In an island with such a complex and convoluted history as Sicily’s, it is perhaps no surprise to learn that the variety and number of cultural events and local festivals is huge. Whatever the season and no matter where you are, there will always be something going on.
Every town and village has its patron saint who is duly celebrated with processions through the streets, mammoth firework displays and plenty of devotional food and drink. Two of the most spectacular are in Palermo and Catania, where the deeds of Santa Rosalia and Sant’Agata are remembered with enormous celebrations. The masked processions on Good Friday are certainly some of the most moving expressions of Sicilian religious culture, and can be seen in towns, large and small, all over Sicily. The “Misteri” of Trapani, in which twenty wooden sculptures are carried through the town, attracts particular attention and gives an insight into the spiritual life of the islanders.
Man cannot live on religion alone, however, and even the most revered saint may be forgotten when a Sicilian’s stomach begins to rumble. As a result 'God Food' is celebrated with earnest devotion, and most small towns and villages in the hinterland spend a few days every year celebrating the fruits of their agricultural labours, whether it be artichokes in Cerda, pistachios in Bronte, Slow Food capers in Salina, cous cous in San Vito Lo Capo or sausages in Caccamo. These sagre - food festivals - offer an excellent excuse to visit places you might otherwise have neglected while having an excellent meal at the same time! While most Sicilian towns can claim a patron saint or a gastronomic speciality others prefer to celebrate their uniqueness in other ways.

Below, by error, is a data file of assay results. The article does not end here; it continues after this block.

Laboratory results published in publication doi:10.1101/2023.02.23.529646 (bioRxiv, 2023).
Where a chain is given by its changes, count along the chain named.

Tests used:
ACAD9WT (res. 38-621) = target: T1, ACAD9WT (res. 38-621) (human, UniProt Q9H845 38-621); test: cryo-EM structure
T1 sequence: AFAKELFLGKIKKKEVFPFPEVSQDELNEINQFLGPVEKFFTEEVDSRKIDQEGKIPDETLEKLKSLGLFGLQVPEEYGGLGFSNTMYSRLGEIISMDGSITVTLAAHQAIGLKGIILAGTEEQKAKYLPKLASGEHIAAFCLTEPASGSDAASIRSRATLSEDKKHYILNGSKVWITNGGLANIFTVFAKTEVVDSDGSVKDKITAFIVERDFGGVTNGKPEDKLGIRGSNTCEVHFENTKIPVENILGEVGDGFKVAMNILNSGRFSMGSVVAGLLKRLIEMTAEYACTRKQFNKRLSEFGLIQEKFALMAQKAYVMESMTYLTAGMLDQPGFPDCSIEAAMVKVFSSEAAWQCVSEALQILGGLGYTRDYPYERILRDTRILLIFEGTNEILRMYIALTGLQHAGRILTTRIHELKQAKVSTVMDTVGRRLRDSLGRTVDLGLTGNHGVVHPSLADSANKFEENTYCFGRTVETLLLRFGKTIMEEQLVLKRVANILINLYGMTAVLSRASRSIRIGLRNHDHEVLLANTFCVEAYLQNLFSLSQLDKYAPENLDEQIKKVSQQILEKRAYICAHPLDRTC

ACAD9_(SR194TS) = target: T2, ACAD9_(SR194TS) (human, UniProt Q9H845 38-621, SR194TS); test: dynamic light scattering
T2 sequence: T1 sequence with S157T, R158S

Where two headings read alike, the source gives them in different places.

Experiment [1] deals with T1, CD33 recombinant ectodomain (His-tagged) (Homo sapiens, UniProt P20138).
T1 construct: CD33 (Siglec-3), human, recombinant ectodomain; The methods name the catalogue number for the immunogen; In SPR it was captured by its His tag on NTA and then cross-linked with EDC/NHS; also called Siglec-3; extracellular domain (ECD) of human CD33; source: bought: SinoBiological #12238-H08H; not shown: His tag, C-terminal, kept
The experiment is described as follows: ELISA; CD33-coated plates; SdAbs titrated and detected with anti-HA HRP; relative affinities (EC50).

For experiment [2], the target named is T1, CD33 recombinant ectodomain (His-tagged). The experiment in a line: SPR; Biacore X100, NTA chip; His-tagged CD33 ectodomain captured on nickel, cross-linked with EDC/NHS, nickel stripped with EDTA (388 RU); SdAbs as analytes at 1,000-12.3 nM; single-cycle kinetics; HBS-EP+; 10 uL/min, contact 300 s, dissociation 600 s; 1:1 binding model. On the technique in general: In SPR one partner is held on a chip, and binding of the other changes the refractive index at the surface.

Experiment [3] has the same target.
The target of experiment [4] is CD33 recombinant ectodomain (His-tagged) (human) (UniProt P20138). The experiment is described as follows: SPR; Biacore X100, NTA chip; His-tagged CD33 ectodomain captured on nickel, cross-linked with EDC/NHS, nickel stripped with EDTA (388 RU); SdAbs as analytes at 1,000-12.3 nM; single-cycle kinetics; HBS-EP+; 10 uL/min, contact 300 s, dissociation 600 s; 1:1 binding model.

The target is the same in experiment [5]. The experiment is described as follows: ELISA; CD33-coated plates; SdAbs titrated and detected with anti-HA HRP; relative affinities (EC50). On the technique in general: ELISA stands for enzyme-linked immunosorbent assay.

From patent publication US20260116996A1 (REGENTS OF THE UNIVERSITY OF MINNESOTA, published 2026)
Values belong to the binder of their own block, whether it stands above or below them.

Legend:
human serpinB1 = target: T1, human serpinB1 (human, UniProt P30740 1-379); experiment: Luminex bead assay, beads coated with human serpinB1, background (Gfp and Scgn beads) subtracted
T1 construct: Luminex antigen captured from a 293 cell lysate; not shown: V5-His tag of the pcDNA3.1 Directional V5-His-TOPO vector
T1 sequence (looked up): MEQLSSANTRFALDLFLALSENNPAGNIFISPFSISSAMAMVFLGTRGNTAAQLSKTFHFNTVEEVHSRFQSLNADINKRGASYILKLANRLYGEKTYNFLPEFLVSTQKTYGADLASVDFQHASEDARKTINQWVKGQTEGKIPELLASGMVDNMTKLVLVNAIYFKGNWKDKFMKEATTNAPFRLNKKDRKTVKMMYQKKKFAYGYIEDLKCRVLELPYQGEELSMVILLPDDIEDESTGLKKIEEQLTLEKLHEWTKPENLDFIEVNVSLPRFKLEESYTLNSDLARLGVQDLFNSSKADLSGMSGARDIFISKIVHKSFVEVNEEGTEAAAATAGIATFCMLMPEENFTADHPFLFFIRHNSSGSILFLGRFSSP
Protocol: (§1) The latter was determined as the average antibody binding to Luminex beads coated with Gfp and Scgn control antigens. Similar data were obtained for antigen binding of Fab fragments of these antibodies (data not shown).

While most Sicilian towns can claim a patron saint or a gastronomic speciality others prefer to celebrate their uniqueness in other ways.
Piazza Armerina, for example, celebrates its history with a Norman-Arab jousting tournament, Caltagirone annually illuminates the 142 ceramic-tiled steps of the Scala di Santa Maria del Monte, Sciacca, Acireale and other towns launch themselves into a good old pagan carnevale, San Vito Lo Capo puts on a kite festival, while Noto invites artists to cover one of its streets with petal mosaics - the Infiorata.
Culture with a capital C is also wonderfully varied and includes international opera seasons at the Teatro Massimo in Palermo and the Teatro Massimo Bellini in Catania, Greek theatre festivals and other events in the original theatres of Syracuse, Segesta and Tindari, and a WOMAD festival in Taormina.
So, if you really want to get under Sicily’s skin and learn what makes its people tick, just turn up to one of these events (or one of the hundreds we haven’t had space to mention here) and let yourself be swept along by the passion, the sense of fun and the hospitality of your fellow revellers.
Food and wine sagre and festivals in Sicily >>
The Infiorata in Noto >>